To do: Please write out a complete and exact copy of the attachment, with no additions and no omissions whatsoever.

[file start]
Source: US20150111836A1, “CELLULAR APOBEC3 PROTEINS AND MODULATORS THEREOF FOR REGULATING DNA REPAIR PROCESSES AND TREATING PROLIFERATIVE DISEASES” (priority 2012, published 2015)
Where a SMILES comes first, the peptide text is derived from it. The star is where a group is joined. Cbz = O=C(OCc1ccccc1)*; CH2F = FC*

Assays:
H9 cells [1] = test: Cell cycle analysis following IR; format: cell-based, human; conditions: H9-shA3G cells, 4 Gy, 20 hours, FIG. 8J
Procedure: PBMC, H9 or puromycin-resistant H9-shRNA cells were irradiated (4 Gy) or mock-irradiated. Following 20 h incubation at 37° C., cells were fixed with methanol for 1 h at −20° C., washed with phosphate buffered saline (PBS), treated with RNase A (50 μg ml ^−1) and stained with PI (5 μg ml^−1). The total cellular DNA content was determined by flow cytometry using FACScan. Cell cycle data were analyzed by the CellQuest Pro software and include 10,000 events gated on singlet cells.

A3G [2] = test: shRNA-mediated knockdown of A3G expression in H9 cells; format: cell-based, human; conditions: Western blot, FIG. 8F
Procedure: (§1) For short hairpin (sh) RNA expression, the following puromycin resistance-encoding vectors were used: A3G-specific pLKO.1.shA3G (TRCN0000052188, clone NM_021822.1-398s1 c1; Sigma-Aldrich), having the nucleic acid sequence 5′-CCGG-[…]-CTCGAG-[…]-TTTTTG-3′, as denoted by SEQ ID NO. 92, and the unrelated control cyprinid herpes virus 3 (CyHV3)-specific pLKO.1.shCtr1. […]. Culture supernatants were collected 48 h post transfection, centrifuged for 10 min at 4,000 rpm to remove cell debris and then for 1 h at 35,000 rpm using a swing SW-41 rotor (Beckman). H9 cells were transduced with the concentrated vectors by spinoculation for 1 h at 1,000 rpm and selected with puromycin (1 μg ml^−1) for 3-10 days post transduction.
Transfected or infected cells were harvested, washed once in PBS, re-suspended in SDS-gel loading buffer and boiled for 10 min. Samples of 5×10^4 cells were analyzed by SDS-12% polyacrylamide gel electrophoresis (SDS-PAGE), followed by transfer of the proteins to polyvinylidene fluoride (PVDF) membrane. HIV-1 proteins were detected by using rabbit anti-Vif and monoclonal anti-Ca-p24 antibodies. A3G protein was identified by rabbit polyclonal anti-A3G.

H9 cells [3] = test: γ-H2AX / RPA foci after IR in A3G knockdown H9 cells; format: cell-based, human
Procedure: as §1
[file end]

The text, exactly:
Source: US20150111836A1, “CELLULAR APOBEC3 PROTEINS AND MODULATORS THEREOF FOR REGULATING DNA REPAIR PROCESSES AND TREATING PROLIFERATIVE DISEASES” (priority 2012, published 2015)
Where a SMILES comes first, the peptide text is derived from it. The star is where a group is joined. Cbz = O=C(OCc1ccccc1)*; CH2F = FC*

Assays:
H9 cells [1] = test: Cell cycle analysis following IR; format: cell-based, human; conditions: H9-shA3G cells, 4 Gy, 20 hours, FIG. 8J
Procedure: PBMC, H9 or puromycin-resistant H9-shRNA cells were irradiated (4 Gy) or mock-irradiated. Following 20 h incubation at 37° C., cells were fixed with methanol for 1 h at −20° C., washed with phosphate buffered saline (PBS), treated with RNase A (50 μg ml ^−1) and stained with PI (5 μg ml^−1). The total cellular DNA content was determined by flow cytometry using FACScan. Cell cycle data were analyzed by the CellQuest Pro software and include 10,000 events gated on singlet cells.

A3G [2] = test: shRNA-mediated knockdown of A3G expression in H9 cells; format: cell-based, human; conditions: Western blot, FIG. 8F
Procedure: (§1) For short hairpin (sh) RNA expression, the following puromycin resistance-encoding vectors were used: A3G-specific pLKO.1.shA3G (TRCN0000052188, clone NM_021822.1-398s1 c1; Sigma-Aldrich), having the nucleic acid sequence 5′-CCGG-[…]-CTCGAG-[…]-TTTTTG-3′, as denoted by SEQ ID NO. 92, and the unrelated control cyprinid herpes virus 3 (CyHV3)-specific pLKO.1.shCtr1. […]. Culture supernatants were collected 48 h post transfection, centrifuged for 10 min at 4,000 rpm to remove cell debris and then for 1 h at 35,000 rpm using a swing SW-41 rotor (Beckman). H9 cells were transduced with the concentrated vectors by spinoculation for 1 h at 1,000 rpm and selected with puromycin (1 μg ml^−1) for 3-10 days post transduction.
Transfected or infected cells were harvested, washed once in PBS, re-suspended in SDS-gel loading buffer and boiled for 10 min. Samples of 5×10^4 cells were analyzed by SDS-12% polyacrylamide gel electrophoresis (SDS-PAGE), followed by transfer of the proteins to polyvinylidene fluoride (PVDF) membrane. HIV-1 proteins were detected by using rabbit anti-Vif and monoclonal anti-Ca-p24 antibodies. A3G protein was identified by rabbit polyclonal anti-A3G.

H9 cells [3] = test: γ-H2AX / RPA foci after IR in A3G knockdown H9 cells; format: cell-based, human
Procedure: as §1